“We think that they can only afford this ‘luxury’ because of their symbiosis with mussels and sponges,” explains Nicole Dubilier from the Bremen Max Planck Institute. “These hosts provide the symbiotic Cycloclasticus with a continuous supply of short-chain alkanes through their constant filtering of the surrounding seawater. By living inside animals, these symbionts are well taken care of and do not have to compete with free-living bacteria.”

“This is the first time a symbiosis based on short-chain alkanes has been described,” Rubin-Blum adds. This study thus extends the range of known substances that can power chemosynthetic symbioses.

Free-living relatives: Pleasure before business

Rubin-Blum, Dubilier and their colleagues compared the genomes of the symbiotic bacteria with closely-related free-living species of Cycloclasticus. These bloomed in large numbers in the Gulf of Mexico after the Deepwater Horizon oil catastrophe. They were excited to discover that some free-living Cycloclasticus can also degrade short-chain alkanes.

“That was surprising as until now it was thought that Cycloclasticus could only live from PAHs,” explains Dubilier. Short-chain alkanes are mainly found in the early stages of an oil spill and are quickly used up by free-living microorganisms. In contrast to the symbiotic Cycloclasticus, however, their free-living relatives are still able to use PAHs. “This allows them to remain flexible. When the short-chain morsels are gone, they can still degrade the considerably tougher PAHs,” says Dubilier.

Cycloclasticus is clearly a key player in marine oil degradation,” adds Rubin-Blum. “That is why we now plan to compare the physiology and metabolism of symbiotic and free-living Cycloclasticus in more detail to learn more about how they contribute to the degradation of hydrocarbons in the oceans.”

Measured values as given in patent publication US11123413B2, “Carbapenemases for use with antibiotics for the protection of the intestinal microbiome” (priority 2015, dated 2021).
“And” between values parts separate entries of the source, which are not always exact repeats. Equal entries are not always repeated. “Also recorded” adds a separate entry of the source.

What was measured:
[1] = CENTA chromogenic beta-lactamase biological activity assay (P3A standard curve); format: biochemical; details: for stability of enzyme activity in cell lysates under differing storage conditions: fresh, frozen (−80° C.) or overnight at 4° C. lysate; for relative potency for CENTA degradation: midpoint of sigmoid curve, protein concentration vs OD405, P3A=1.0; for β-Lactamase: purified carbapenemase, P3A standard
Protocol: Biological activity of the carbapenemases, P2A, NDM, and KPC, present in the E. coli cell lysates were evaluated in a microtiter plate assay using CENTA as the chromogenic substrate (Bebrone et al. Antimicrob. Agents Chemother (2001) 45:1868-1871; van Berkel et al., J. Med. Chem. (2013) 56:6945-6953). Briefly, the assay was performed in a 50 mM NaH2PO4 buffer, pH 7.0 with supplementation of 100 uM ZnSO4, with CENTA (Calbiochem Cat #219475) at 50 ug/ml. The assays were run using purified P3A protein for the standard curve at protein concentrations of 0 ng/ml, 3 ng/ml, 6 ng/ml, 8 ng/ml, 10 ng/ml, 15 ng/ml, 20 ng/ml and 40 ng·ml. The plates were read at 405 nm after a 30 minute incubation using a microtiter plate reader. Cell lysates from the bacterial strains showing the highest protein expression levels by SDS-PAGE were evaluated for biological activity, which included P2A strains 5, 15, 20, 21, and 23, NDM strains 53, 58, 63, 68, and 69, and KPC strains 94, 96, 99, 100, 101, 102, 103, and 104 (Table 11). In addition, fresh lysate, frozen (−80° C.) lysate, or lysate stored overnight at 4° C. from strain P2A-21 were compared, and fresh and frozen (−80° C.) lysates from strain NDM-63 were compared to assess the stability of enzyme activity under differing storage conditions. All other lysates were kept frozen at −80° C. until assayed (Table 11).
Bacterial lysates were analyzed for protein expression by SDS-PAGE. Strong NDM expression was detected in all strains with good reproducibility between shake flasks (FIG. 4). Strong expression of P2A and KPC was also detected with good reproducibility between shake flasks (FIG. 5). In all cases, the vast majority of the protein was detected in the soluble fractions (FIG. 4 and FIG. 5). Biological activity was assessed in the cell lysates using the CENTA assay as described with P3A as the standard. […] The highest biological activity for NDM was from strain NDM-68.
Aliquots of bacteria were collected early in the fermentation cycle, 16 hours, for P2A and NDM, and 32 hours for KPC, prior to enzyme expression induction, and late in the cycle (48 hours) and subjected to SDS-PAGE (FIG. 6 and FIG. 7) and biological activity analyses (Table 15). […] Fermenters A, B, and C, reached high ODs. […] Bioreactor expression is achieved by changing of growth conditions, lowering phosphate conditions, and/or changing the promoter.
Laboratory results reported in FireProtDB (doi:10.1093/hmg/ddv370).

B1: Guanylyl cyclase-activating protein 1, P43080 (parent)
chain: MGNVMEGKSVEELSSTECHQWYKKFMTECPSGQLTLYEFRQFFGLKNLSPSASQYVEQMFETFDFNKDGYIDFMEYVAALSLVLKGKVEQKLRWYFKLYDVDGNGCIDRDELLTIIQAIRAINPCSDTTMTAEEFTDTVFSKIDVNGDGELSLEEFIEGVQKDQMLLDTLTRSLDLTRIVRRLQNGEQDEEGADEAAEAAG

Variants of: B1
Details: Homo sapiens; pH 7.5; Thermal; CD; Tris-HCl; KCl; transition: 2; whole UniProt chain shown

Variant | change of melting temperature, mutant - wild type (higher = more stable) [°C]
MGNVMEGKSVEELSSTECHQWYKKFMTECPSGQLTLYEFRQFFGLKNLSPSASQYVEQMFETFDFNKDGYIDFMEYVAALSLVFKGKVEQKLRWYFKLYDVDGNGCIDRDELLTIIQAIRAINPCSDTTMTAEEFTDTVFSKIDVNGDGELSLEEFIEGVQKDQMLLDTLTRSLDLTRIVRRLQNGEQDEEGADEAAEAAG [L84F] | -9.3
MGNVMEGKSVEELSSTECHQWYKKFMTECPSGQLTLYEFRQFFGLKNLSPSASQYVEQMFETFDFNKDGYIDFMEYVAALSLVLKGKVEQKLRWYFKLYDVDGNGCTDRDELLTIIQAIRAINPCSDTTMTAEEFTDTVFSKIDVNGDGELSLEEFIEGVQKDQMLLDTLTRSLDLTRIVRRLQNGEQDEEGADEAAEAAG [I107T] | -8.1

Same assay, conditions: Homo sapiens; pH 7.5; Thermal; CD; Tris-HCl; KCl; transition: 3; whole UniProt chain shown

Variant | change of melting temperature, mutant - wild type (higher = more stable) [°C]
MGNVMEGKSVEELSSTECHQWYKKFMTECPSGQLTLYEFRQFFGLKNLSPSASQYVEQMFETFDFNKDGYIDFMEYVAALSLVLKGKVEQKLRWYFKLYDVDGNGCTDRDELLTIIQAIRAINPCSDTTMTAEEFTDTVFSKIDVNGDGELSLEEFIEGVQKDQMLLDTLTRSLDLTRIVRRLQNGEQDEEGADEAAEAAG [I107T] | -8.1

Colourful display of the symbiosis (Max Planck Institute for Marine Microbiology, Bremen)
Colourful display of the symbiosis: Within cells in the gills of a Bathymodiolus mussel (cell nuclei in blue), Cycloclasticus (green) reside next to larger methane-oxidizing bacteria (red). (Max Planck Institute for Marine Microbiology, Bremen)

Behind the scenes: When life gives you lemons, make lemonade

Blogpost by Maxim Rubin-Blum on Nature Microbiology Community

 

Original publication

Maxim Rubin-Blum, Chakkiath Paul Antony, Christian Borowski, Lizbeth Sayavedra, Thomas Pape, Heiko Sahling, Gerhard Bohrmann, Manuel Kleiner, Molly C. Redmond, David L. Valentine, Nicole Dubilier (2017): Short-chain alkanes fuel mussel and sponge Cycloclasticus symbionts from deep-sea gas and oil seeps. Nature Microbiology.

DOI: 10.1038/nmicrobiol.2017.93

Full-text pdf 

 

Participating institutes

Max Planck Institute for Marine Microbiology, Bremen, Germany

MARUM - Center for Marine Environmental Sciences, University of Bremen, Germany

Department of Geoscience, University of Calgary, Canada

Department of Biological Sciences, University of North Carolina at Charlotte, USA

Department of Earth Science, University of California at Santa Barbara, USA

 

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Dr. Maxim Rubin Blum

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+49 421 2028-905

Dr. Maxim Rubin Blum

Director

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Prof. Dr. Nicole Dubilier

MPI for Marine Microbiology
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Prof. Dr. Nicole Dubilier

or the press office

 

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Germany

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Fanni Aspetsberger

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Manfred Schlösser

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Manfred Schlösser